Trump’s proposed foreign aid cuts put women in jeopardy
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Imagine you are a young mother in Uganda who has been forced into sex work because you have no other options to provide for your four children. Or a woman in Haiti studying to be a midwife after a devastating earthquake destroyed your country’s hospitals and its cadre of skilled birth attendants. Imagine you are a pregnant Syrian refugee, looking for a safe place to give birth, or an adolescent girl in Guatemala, going in secret to receive contraception because your husband expects a child every year but you want to pursue an education, a job, a future.

I have seen the challenges these women and so many more around the world have faced — girls, women and families who are in need of the same sexual and reproductive health services, including family planning, that I have been so privileged to enjoy. 

For 50 years the US has been a leader in funding international reproductive health and family planning efforts, a reflection of our American values of prosperity, security and goodwill. The Trump administration's proposed fiscal 2018 budget request — which outlines a complete elimination of all reproductive health and family planning funding — stands in stark contrast to these values.

All of US foreign aid makes up less than one percent of the total federal budget but can mean the difference between empowerment and oppression — and often life and death — for millions of people worldwide. The international reproductive health and family planning efforts that represent a tiny fraction of the foreign aid budget are fundamental to the health, dignity and well-being of individuals.

This aid is also a critical — and proven — intervention for global development issues from education to climate to economic development to security and stability. There is no question that women’s access to reproductive health and family planning are essential for sustainable development. In fact, despite current political debates around these issues, there has long been global, bipartisan consensus on this matter, from explicit inclusion in the United Nations’ Sustainable Development Goals to bipartisan support for the creation of the UN Population Fund, the primary UN agency that works on reproductive health and family planning, as far back as 1969 under the Nixon administration. 

But today the health and rights of women and families all over the world are jeopardized. The administration’s proposed slashing of all foreign aid for international reproductive health and family planning — layered on top of the administration’s recent decisions to reinstate and expand the Global Gag Rule and to eliminate funding for the population fund — pose the greatest threat to women’s health and rights in decades.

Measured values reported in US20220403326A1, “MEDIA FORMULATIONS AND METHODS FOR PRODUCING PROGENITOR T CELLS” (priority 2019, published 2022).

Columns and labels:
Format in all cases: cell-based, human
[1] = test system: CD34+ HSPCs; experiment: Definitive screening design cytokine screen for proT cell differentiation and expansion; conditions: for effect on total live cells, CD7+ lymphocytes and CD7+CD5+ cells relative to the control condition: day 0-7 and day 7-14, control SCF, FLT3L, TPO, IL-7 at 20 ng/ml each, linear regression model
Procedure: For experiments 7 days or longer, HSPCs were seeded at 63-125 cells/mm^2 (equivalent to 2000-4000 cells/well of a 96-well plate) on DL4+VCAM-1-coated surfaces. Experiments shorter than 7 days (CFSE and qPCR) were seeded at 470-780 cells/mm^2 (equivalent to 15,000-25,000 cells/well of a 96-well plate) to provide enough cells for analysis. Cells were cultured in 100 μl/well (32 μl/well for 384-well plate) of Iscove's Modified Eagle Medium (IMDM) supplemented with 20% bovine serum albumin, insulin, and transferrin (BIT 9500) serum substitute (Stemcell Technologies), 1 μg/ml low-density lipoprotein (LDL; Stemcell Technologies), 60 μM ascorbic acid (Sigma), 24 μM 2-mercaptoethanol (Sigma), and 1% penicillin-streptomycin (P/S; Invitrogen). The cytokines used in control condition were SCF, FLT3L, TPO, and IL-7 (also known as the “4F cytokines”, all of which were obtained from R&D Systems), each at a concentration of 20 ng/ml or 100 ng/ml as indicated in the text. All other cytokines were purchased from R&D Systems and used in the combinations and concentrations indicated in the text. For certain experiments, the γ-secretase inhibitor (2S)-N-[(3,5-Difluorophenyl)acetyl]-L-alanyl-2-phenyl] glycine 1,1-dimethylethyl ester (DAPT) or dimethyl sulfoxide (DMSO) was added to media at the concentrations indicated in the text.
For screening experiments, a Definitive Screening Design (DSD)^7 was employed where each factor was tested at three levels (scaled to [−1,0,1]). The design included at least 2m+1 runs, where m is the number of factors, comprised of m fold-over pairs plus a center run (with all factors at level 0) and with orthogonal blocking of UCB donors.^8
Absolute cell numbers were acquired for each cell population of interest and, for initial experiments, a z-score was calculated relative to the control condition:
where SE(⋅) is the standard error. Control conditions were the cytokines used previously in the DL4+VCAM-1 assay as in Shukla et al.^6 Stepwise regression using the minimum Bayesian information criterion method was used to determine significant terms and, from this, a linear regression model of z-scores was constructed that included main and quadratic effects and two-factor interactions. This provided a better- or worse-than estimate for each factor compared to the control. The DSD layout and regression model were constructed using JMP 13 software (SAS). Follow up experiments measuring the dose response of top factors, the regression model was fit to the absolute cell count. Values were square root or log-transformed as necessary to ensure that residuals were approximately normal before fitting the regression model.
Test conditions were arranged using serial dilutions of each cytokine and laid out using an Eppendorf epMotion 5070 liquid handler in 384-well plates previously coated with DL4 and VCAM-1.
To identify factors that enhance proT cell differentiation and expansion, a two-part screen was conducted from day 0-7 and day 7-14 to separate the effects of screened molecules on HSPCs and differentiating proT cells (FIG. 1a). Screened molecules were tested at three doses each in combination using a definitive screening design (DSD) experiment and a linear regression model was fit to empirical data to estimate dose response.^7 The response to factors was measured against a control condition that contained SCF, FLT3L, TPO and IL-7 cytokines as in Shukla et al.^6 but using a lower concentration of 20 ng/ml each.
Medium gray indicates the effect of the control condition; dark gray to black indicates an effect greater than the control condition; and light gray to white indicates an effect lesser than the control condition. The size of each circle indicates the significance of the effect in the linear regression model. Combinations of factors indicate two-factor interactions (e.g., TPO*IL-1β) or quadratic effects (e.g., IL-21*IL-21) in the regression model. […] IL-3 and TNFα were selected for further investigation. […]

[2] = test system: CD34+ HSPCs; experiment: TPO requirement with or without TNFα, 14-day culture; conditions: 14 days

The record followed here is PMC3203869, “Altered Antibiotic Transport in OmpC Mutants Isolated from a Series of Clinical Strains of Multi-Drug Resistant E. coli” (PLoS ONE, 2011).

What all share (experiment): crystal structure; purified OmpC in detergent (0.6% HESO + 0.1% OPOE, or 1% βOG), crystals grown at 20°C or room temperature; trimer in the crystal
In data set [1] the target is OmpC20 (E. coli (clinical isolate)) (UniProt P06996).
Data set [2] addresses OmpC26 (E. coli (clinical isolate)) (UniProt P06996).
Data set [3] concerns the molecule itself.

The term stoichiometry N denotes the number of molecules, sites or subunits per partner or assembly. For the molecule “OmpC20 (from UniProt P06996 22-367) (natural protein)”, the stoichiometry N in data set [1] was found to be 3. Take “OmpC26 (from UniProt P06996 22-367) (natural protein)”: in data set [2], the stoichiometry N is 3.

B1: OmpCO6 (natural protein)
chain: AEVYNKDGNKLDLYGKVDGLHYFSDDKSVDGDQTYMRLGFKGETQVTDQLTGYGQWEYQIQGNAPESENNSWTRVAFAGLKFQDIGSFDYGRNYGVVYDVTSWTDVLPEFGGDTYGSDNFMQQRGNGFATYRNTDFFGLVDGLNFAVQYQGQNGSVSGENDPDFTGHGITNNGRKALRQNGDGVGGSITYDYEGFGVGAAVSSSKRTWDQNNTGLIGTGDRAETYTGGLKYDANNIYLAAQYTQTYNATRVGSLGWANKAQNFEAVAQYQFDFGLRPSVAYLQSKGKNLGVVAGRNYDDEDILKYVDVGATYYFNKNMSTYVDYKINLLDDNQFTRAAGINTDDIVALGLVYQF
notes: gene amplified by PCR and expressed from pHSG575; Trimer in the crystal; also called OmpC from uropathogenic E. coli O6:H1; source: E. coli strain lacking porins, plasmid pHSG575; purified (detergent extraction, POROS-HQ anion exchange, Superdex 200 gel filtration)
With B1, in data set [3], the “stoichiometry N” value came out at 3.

When girls and women can exercise their rights, protect their health and plan for their future, they thrive and their communities thrive. The sex worker in Uganda now acts as a peer educator to other sex workers in her area, offering much-needed services to women who are traditionally stigmatized in their community. The midwives in Haiti serve their community providing a full range of prenatal, safe birth, and antenatal care, including family planning. The pregnant Syrian refugee gave birth safely to a healthy baby, one of more than 7,000 infants delivered safely in the Zaatari refugee camp in Jordan, which had been funded primarily through US support to the population fund. And the adolescent girl in Guatemala works as a community health promoter, distributing the same contraceptives she once sought in secret to dozens of women in her rural community.

The truth is, we know how to make sexual and reproductive health and rights a reality for girls and women around the world. We have the information. We have the tools. But what we are missing is the political will from our world leaders, including right here at home in the US, to make this a reality.

Investing in their lives, their dreams and their contributions to the world matters for all of us. We have the opportunity to empower millions of girls, women, families and communities — but only if the US maintains critical investments in international reproductive health and family planning.

Seema Jalan is the executive director of the Universal Access Project which works to empower girls and women by improving their access to reproductive health and family planning services globally.


The views expressed by contributors are their own and are not the views of The Hill